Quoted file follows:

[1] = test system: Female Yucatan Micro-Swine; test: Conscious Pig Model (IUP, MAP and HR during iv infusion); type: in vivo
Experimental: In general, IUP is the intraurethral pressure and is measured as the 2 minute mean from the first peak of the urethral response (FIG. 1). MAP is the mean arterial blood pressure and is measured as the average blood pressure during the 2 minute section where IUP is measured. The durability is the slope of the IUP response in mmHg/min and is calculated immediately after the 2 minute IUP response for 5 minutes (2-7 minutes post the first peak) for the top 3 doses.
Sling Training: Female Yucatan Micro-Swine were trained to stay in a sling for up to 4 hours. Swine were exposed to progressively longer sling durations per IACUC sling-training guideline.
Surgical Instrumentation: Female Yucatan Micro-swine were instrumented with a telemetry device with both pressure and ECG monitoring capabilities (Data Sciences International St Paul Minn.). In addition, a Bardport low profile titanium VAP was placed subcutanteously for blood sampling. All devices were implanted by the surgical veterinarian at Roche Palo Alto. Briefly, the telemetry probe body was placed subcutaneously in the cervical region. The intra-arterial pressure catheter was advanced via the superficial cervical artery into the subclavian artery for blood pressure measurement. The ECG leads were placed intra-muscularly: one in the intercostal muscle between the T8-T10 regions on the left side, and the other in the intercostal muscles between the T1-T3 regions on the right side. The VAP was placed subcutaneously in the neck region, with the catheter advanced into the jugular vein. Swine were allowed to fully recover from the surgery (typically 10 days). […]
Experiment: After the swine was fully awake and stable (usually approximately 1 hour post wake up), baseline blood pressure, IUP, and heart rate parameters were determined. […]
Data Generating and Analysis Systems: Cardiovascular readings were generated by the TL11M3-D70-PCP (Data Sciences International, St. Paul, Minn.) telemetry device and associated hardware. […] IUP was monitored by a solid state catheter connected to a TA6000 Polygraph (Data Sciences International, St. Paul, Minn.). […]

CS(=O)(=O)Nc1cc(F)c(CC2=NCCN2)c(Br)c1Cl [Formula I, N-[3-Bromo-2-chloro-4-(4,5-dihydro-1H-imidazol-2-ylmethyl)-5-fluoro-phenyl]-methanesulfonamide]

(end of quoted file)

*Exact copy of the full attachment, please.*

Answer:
[1] = test system: Female Yucatan Micro-Swine; test: Conscious Pig Model (IUP, MAP and HR during iv infusion); type: in vivo
Experimental: In general, IUP is the intraurethral pressure and is measured as the 2 minute mean from the first peak of the urethral response (FIG. 1). MAP is the mean arterial blood pressure and is measured as the average blood pressure during the 2 minute section where IUP is measured. The durability is the slope of the IUP response in mmHg/min and is calculated immediately after the 2 minute IUP response for 5 minutes (2-7 minutes post the first peak) for the top 3 doses.
Sling Training: Female Yucatan Micro-Swine were trained to stay in a sling for up to 4 hours. Swine were exposed to progressively longer sling durations per IACUC sling-training guideline.
Surgical Instrumentation: Female Yucatan Micro-swine were instrumented with a telemetry device with both pressure and ECG monitoring capabilities (Data Sciences International St Paul Minn.). In addition, a Bardport low profile titanium VAP was placed subcutanteously for blood sampling. All devices were implanted by the surgical veterinarian at Roche Palo Alto. Briefly, the telemetry probe body was placed subcutaneously in the cervical region. The intra-arterial pressure catheter was advanced via the superficial cervical artery into the subclavian artery for blood pressure measurement. The ECG leads were placed intra-muscularly: one in the intercostal muscle between the T8-T10 regions on the left side, and the other in the intercostal muscles between the T1-T3 regions on the right side. The VAP was placed subcutaneously in the neck region, with the catheter advanced into the jugular vein. Swine were allowed to fully recover from the surgery (typically 10 days). […]
Experiment: After the swine was fully awake and stable (usually approximately 1 hour post wake up), baseline blood pressure, IUP, and heart rate parameters were determined. […]
Data Generating and Analysis Systems: Cardiovascular readings were generated by the TL11M3-D70-PCP (Data Sciences International, St. Paul, Minn.) telemetry device and associated hardware. […] IUP was monitored by a solid state catheter connected to a TA6000 Polygraph (Data Sciences International, St. Paul, Minn.). […]

CS(=O)(=O)Nc1cc(F)c(CC2=NCCN2)c(Br)c1Cl [Formula I, N-[3-Bromo-2-chloro-4-(4,5-dihydro-1H-imidazol-2-ylmethyl)-5-fluoro-phenyl]-methanesulfonamide]